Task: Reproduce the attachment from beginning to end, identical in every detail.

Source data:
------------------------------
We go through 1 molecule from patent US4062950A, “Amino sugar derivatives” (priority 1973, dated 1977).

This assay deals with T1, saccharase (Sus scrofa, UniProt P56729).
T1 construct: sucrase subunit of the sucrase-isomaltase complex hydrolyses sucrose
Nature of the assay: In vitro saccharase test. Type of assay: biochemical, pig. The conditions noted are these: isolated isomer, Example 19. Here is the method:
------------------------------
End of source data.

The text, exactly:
We go through 1 molecule from patent US4062950A, “Amino sugar derivatives” (priority 1973, dated 1977).

This assay deals with T1, saccharase (Sus scrofa, UniProt P56729).
T1 construct: sucrase subunit of the sucrase-isomaltase complex hydrolyses sucrose
Nature of the assay: In vitro saccharase test. Type of assay: biochemical, pig. The conditions noted are these: isolated isomer, Example 19. Here is the method: